Major Wisconsin Project Succeeds Despite Constricted Conditions

Big Ten football equals crowds and traffic in the heart of Madison, WI. About 80,000 people poured into Camp Randall for the opening football game for the University of Wisconsin Badgers on Sept. 5.

Many of those fans traveled down University Avenue, where just a few weeks earlier construction crews were laying multiple utilities in a single trench.

Throughout the street reconstruction project, a strict deadline loomed because the city of Madison and University of Wisconsin were adamant that University Avenue open in time for football season.

That deadline was met – but it was not without challenges.

Tight deadline
In October 2008, utilities were given an eight-month notice that the city of Madison was reconstructing University Avenue, a major thoroughfare from the downtown through the campus.

The local combination utility, Madison Gas and Electric Co. (MGE), quickly evaluated its needs. MGE notified the city that it wanted to reinforce its downtown natural gas system and add major underground electric distribution lines to meet future customer demand. Both of these installations are significant energy feeds for Madison and the metro area.

MGE generates and distributes electricity to 137,000 customers in Dane County, WI, and purchases and distributes natural gas to 141,000 customers in seven south central and western Wisconsin counties. MGE is the principal subsidiary of MGE Energy.

American Transmission Co. (ATC) said it was essential that an underground electric transmission pipe be added for future load growth. ATC owns, operates, builds and maintains the high voltage electric transmission system serving portions of Wisconsin, Michigan, Minnesota
and Illinois.

By December 2008, the city reviewed the utility infrastructure needs and the looming deadline. Its engineers – working with MGE and ATC – came up with a solution. The only way the work could progress on schedule was if gas, electric distribution and electric transmission shared one trench and worked simultaneously.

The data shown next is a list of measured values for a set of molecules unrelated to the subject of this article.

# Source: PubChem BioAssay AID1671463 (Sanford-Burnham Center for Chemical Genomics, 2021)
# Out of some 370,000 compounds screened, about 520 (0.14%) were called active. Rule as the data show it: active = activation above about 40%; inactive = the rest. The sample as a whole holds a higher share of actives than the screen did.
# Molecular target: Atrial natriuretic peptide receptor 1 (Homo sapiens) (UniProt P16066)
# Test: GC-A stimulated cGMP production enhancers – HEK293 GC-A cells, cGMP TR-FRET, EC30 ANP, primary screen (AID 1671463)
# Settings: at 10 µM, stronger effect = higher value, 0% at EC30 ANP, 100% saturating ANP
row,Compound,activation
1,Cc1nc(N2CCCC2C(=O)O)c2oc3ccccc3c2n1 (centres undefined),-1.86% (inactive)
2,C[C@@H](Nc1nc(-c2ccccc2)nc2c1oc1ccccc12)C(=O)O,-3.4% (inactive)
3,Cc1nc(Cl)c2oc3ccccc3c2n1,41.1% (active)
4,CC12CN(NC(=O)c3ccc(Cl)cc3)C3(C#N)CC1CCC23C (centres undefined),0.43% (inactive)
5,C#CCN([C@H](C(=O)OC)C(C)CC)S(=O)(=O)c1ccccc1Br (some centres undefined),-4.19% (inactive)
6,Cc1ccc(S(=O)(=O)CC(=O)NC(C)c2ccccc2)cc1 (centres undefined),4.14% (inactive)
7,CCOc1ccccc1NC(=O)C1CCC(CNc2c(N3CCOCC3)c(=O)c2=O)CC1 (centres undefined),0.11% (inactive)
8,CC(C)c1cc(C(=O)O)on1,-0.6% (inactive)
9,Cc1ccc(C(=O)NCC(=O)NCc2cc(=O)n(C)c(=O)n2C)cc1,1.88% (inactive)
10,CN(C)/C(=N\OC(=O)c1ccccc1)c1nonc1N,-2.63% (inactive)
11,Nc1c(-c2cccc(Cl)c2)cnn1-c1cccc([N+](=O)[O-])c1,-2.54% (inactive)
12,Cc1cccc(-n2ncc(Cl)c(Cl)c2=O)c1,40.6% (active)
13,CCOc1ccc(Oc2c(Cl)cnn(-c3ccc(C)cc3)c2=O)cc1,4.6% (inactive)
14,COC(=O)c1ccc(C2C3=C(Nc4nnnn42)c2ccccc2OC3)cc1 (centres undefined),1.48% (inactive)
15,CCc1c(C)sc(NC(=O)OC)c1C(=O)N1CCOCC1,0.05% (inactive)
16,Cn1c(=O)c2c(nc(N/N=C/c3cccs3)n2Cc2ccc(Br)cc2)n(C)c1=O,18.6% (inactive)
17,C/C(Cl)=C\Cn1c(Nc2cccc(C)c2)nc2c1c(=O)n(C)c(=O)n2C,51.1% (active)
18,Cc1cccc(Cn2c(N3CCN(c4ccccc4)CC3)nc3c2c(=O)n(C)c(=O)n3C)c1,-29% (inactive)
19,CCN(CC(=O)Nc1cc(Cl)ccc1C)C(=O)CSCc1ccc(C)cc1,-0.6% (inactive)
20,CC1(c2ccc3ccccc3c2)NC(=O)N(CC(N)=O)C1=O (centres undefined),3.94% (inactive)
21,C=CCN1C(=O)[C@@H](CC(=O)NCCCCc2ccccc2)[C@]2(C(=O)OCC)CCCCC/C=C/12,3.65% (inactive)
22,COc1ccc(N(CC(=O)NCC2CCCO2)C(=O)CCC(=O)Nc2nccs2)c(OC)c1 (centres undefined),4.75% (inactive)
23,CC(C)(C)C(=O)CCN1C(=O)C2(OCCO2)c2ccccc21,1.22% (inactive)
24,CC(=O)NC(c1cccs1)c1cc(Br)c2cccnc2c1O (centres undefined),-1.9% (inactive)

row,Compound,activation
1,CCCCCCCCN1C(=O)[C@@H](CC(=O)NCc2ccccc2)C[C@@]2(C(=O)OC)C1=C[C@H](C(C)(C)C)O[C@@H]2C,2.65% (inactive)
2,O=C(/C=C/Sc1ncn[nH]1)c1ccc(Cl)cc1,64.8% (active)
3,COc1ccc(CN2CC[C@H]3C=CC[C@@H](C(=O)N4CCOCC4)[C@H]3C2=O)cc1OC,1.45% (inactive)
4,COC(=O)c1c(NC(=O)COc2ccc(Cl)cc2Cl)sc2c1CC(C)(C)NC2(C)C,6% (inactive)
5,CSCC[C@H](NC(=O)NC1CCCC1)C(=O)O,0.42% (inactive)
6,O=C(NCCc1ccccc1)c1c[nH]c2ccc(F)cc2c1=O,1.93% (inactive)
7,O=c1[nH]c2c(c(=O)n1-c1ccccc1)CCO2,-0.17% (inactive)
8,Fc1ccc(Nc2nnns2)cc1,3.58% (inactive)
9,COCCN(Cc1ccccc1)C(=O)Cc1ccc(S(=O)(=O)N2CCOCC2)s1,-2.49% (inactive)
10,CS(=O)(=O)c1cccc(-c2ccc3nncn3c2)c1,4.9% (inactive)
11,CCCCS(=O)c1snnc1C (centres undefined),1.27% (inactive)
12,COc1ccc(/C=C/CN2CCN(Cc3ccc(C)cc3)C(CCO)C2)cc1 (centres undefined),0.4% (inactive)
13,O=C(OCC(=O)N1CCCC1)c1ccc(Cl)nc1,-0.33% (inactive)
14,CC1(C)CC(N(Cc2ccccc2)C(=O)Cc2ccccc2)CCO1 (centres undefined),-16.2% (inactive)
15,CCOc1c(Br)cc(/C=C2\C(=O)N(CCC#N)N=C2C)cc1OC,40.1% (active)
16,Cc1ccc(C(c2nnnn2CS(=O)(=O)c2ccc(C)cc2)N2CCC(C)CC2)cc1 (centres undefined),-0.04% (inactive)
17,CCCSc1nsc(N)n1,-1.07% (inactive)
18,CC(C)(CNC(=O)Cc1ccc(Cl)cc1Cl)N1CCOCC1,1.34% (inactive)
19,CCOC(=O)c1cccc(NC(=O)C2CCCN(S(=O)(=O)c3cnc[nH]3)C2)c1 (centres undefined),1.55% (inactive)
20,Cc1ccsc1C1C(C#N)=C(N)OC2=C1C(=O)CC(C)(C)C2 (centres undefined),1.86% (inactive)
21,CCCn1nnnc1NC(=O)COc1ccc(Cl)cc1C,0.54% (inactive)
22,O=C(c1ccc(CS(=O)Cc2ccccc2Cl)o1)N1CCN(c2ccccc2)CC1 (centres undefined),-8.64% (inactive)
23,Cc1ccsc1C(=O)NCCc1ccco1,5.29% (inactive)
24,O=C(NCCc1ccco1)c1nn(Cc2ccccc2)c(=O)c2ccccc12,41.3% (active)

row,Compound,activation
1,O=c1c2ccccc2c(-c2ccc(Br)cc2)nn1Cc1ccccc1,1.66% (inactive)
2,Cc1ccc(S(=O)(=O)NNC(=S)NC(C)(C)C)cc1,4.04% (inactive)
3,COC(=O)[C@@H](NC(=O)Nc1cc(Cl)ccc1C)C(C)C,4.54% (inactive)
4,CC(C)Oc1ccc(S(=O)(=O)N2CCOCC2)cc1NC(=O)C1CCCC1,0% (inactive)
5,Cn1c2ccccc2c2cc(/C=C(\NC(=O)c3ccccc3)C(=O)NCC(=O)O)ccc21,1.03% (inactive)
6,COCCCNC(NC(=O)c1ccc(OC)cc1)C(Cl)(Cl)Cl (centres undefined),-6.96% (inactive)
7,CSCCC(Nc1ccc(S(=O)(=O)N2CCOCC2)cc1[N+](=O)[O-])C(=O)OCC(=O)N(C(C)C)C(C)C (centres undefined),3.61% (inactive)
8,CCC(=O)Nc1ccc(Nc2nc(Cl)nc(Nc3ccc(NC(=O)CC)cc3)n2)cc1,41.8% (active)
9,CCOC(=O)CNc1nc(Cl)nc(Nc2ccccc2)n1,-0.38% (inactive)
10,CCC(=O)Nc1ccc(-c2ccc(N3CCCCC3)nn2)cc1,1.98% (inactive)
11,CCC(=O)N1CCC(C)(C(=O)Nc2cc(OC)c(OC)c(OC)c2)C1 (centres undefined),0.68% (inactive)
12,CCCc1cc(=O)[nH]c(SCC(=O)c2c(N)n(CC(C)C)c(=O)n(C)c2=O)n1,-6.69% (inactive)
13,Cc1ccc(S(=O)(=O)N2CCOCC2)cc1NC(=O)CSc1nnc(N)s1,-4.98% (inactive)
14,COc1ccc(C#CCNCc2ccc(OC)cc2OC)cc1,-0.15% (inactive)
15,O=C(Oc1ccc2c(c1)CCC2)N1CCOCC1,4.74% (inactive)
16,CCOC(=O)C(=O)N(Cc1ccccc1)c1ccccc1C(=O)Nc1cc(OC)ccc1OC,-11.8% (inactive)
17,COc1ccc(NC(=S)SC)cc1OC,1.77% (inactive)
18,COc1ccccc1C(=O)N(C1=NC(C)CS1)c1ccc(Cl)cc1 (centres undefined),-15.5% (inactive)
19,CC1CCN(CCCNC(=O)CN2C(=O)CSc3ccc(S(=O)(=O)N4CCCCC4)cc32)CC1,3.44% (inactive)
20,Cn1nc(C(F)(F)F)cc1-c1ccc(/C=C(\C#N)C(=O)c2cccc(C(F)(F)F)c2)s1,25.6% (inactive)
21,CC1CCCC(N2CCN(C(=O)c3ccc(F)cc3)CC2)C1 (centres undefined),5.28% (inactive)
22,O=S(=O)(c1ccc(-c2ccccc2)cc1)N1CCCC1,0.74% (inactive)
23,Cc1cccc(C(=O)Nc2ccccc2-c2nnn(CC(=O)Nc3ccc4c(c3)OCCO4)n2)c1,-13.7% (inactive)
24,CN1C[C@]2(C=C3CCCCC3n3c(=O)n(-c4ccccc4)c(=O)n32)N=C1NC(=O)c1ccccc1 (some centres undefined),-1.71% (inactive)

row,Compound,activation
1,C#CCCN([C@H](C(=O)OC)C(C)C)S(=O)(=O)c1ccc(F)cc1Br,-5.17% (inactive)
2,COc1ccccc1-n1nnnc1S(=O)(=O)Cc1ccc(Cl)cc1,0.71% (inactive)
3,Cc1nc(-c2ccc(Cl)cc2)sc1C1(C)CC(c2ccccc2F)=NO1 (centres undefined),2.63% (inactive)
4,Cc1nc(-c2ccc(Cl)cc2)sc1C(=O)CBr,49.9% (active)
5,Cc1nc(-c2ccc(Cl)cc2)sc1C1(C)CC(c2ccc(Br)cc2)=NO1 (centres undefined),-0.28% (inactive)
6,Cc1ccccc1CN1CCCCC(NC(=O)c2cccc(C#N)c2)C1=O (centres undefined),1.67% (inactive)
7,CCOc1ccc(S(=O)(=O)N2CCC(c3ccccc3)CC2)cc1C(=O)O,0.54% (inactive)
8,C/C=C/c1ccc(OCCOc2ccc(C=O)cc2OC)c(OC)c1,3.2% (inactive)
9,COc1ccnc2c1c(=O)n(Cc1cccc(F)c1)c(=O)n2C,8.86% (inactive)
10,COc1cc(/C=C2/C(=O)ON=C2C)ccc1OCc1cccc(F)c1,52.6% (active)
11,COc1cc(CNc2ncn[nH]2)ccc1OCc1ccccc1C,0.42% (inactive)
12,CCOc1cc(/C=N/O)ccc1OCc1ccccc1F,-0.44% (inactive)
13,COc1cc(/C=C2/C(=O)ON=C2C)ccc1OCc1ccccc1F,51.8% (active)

Tight spaces
This may have been the first time in Wisconsin that these major types of utilities shared one trench.

Due to utility construction work, traffic flow was reduced to one or two lanes on University Avenue. Heavy downtown vehicle traffic backed up and crawled past workers. Students on foot, bikes and mopeds zipped through the area. Getting construction equipment in and out of the area was difficult.

Another aspect of the project was a directional bore required under the adjacent State Street – a popular campus retail/entertainment district. The 900 foot bore was 22 feet below the street with 300 feet of lay down area. This side project was challenging due to the constricted spaces and the many students that frequented the area.

Going into the project, all the parties involved knew that the combination of tight deadlines and spaces would require excellent coordination.

MGE took the lead on the utility work. ATC contracted with MGE to head the construction of transmission facilities.

MGE then turned to its primary contractor – KS Energy Services – to do all the construction work. KS Energy is a provider of natural gas, electric and telecommunications construction services in the U.S. Joining the project as a subcontractor was InterCon Construction Inc., which installed the ATC facilities because it specializes in high voltage underground utility installations.